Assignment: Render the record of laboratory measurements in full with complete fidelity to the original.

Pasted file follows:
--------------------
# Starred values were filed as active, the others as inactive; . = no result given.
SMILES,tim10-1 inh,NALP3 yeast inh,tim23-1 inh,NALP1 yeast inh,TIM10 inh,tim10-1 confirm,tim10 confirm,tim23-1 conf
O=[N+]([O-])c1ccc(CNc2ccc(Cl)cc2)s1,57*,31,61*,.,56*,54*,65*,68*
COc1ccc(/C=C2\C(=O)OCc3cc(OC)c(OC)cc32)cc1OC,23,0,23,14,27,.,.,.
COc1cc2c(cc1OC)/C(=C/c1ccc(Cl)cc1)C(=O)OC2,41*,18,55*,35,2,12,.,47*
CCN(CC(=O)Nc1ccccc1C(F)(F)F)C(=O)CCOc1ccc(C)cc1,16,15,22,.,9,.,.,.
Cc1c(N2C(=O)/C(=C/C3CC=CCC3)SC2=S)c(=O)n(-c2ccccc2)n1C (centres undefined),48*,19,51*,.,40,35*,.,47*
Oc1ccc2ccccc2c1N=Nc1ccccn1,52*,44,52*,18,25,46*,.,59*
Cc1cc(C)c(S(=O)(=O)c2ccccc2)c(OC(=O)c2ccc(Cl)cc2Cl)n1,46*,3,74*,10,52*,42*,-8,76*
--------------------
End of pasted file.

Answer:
# Starred values were filed as active, the others as inactive; . = no result given.
SMILES,tim10-1 inh,NALP3 yeast inh,tim23-1 inh,NALP1 yeast inh,TIM10 inh,tim10-1 confirm,tim10 confirm,tim23-1 conf
O=[N+]([O-])c1ccc(CNc2ccc(Cl)cc2)s1,57*,31,61*,.,56*,54*,65*,68*
COc1ccc(/C=C2\C(=O)OCc3cc(OC)c(OC)cc32)cc1OC,23,0,23,14,27,.,.,.
COc1cc2c(cc1OC)/C(=C/c1ccc(Cl)cc1)C(=O)OC2,41*,18,55*,35,2,12,.,47*
CCN(CC(=O)Nc1ccccc1C(F)(F)F)C(=O)CCOc1ccc(C)cc1,16,15,22,.,9,.,.,.
Cc1c(N2C(=O)/C(=C/C3CC=CCC3)SC2=S)c(=O)n(-c2ccccc2)n1C (centres undefined),48*,19,51*,.,40,35*,.,47*
Oc1ccc2ccccc2c1N=Nc1ccccn1,52*,44,52*,18,25,46*,.,59*
Cc1cc(C)c(S(=O)(=O)c2ccccc2)c(OC(=O)c2ccc(Cl)cc2Cl)n1,46*,3,74*,10,52*,42*,-8,76*